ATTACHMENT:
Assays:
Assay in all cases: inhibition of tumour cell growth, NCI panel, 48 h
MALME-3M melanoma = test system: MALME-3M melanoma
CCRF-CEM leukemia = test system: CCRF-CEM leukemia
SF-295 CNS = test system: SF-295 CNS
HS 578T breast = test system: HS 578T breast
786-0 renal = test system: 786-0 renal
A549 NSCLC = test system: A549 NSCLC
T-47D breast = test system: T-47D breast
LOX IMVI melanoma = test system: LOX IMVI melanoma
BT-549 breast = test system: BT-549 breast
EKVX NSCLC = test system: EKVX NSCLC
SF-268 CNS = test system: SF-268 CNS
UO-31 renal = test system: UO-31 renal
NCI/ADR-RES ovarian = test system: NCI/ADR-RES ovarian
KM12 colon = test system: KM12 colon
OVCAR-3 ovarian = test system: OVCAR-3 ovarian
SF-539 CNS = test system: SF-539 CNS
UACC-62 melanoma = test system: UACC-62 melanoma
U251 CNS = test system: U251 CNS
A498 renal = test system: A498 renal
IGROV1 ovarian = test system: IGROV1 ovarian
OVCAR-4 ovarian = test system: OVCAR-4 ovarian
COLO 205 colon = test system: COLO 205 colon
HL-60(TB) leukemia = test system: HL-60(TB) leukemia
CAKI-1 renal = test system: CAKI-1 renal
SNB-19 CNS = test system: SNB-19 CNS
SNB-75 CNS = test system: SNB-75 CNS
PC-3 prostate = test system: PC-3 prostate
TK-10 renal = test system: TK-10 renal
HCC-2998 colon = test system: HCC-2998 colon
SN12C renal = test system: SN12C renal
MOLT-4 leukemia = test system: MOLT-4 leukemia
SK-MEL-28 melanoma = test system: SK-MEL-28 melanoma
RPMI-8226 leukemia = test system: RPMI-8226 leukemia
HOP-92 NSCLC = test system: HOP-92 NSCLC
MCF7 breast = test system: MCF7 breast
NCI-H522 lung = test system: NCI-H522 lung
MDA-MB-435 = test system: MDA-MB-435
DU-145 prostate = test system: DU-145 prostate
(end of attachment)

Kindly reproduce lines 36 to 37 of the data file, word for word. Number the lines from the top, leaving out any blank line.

HOP-92 NSCLC = test system: HOP-92 NSCLC
MCF7 breast = test system: MCF7 breast